Just Browsing! Virginia Zoo Partners With Norfolk Botanical Garden
Have you heard the term “browse” being used in zoos? Browse is a term used for natural plant material that an animal is provided for consumption or enrichment. Browse has many benefits to animals and is becoming more widely used in zoos. While the donation of plant material is not new in this conservation space, Virginia Zoo is grateful for the ongoing partnership with the Norfolk Botanical Garden—now in its second year.
Why do zoos need browse?
Browse is a useful way to supplement the diet of our animal collection and can offer nutritional benefits through proteins, fats, and amino acids. It also offers the opportunity for several animal species to exhibit healthy natural behaviors and extend the use of habitat and time spent foraging for their diet. This can be beneficial for both herbivores and omnivores.
What animals use browse?
One example of a browsing (or leaf-eating) species is our giraffe herd at the zoo! In addition to their daily diet, the giraffes often receive browse branches in their indoor or outdoor habitats. Keeper staff will safely hang entire branches of browse for them to enjoy. Giraffes have long necks, prehensile lips, and a long tongue that helps them to pull individual leaves from branches. Like cows, giraffes are ruminants. This means they have a four-chambered stomach that helps to break down the leaves and plant material they eat. Although they may be one of the biggest, giraffes aren’t the only ones at the zoo that like browse. Some primates, hoof stock, small mammals, and reptiles also enjoy eating browse when offered.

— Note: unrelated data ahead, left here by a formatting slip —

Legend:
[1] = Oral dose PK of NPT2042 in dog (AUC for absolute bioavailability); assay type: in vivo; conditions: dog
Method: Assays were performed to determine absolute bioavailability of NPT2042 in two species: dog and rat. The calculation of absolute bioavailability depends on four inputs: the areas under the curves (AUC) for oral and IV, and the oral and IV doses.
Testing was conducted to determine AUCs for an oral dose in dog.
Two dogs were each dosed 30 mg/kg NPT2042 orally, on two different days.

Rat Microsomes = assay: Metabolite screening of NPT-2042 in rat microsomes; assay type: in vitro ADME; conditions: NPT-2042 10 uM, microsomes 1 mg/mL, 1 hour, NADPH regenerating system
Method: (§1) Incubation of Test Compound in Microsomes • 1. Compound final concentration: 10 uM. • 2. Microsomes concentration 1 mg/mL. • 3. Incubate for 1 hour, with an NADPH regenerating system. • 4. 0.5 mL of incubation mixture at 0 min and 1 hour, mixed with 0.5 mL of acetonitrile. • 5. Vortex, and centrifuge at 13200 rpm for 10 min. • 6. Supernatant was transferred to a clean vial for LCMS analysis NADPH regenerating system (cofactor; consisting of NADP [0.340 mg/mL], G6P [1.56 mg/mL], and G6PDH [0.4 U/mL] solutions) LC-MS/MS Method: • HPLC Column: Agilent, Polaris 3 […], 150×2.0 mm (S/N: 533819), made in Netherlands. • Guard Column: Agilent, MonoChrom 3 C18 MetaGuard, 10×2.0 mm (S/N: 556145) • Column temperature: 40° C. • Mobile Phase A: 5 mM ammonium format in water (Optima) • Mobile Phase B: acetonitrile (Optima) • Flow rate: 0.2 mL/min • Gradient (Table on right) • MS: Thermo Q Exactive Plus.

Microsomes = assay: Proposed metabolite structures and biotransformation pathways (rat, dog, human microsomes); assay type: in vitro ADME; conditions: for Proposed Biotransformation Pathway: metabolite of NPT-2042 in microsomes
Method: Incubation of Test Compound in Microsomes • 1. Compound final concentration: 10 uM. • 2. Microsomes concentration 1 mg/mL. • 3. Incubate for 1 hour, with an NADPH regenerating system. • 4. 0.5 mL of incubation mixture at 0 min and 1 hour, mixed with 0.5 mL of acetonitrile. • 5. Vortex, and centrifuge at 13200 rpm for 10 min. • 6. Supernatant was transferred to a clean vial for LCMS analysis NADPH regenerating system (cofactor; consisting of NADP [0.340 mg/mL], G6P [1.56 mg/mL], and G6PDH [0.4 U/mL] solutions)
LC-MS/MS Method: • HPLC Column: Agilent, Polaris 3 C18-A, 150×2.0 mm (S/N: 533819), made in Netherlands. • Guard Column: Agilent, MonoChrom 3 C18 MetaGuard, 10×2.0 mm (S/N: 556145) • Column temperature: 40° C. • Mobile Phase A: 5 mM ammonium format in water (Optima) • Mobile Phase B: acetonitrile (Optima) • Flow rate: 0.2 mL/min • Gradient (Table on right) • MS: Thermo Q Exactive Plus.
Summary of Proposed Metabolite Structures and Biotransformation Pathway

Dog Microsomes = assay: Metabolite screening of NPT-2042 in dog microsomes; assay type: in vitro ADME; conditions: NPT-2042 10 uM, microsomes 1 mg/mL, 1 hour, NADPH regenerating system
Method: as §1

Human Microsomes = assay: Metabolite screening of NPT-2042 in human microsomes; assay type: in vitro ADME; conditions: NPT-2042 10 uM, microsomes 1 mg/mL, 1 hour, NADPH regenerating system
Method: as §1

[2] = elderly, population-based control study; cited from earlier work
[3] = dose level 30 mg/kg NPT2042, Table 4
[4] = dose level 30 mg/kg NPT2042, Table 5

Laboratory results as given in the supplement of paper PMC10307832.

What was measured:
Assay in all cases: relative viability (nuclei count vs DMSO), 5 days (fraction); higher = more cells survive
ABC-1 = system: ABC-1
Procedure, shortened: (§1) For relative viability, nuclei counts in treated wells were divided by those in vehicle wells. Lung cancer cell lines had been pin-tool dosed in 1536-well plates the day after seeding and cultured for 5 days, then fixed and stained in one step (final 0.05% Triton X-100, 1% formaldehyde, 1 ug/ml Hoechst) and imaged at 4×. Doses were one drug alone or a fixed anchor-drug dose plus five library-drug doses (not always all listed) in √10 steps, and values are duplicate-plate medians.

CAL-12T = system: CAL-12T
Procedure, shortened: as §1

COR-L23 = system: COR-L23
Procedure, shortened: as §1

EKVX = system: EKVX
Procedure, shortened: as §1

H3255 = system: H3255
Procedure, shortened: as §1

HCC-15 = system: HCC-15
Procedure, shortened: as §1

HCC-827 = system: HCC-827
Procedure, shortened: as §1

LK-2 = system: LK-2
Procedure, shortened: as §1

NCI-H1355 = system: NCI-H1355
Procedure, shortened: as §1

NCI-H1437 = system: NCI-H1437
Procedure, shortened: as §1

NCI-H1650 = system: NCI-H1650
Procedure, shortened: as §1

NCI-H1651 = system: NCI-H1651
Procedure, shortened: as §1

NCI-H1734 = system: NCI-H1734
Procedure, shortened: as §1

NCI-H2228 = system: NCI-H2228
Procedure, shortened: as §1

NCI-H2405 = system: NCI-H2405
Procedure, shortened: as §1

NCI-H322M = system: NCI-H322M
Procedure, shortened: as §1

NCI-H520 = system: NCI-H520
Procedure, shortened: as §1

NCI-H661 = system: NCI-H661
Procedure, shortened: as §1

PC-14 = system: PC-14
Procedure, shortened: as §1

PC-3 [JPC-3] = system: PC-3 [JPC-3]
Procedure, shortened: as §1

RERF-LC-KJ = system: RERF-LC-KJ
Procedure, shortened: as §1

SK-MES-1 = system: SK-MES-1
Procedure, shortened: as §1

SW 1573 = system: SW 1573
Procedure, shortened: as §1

There are also other ways browse can be utilized. Some of our animals, such as birds or big cats, use these plants for enrichment! Our otters might collect small browse pieces and use them to make a comfortable bed to sleep in, while our lions may use it for scent-marking.
Where does the Zoo get browse?
This year, the Virginia Zoo is partnering with the Norfolk Botanical Garden! It’s important that the plants we offer to the animals are safe and non-toxic. Several departments of the Zoo collaborate to ensure that the plant species are correctly identified, non-toxic, and offered to the animals in a safe way. As well as collaborating with Norfolk Botanical Garden to identify healthy plants, we also apply the expertise of our horticulture department, animal care staff, veterinarian, and nutrition manager. This includes making sure the plants have not been sprayed or treated with herbicides or pesticides that may be harmful to the animals, if ingested.
Join a Browse Party!
Last year we had four large donations of safe and healthy plant material during the summer season that we used to feed and enrich the animals throughout the zoo! Animals love fresh browse! A portion of the donations were distributed to the animal care areas the day of arrival. The other portion was used for Browse Parties!
Browse parties are a fun way for volunteers to help prepare the browse for storage in one of our walk-in fridges at the Zoo’s commissary. Leaves or small branches are removed and placed into air-tight bags that are then labeled and stored safely in the fridge for use later. This extends the benefit of our browse donations throughout the summer.
We appreciate our volunteers and friends at the Norfolk Botanical Garden for their involvement in this process. Visit their website and social medias to learn more!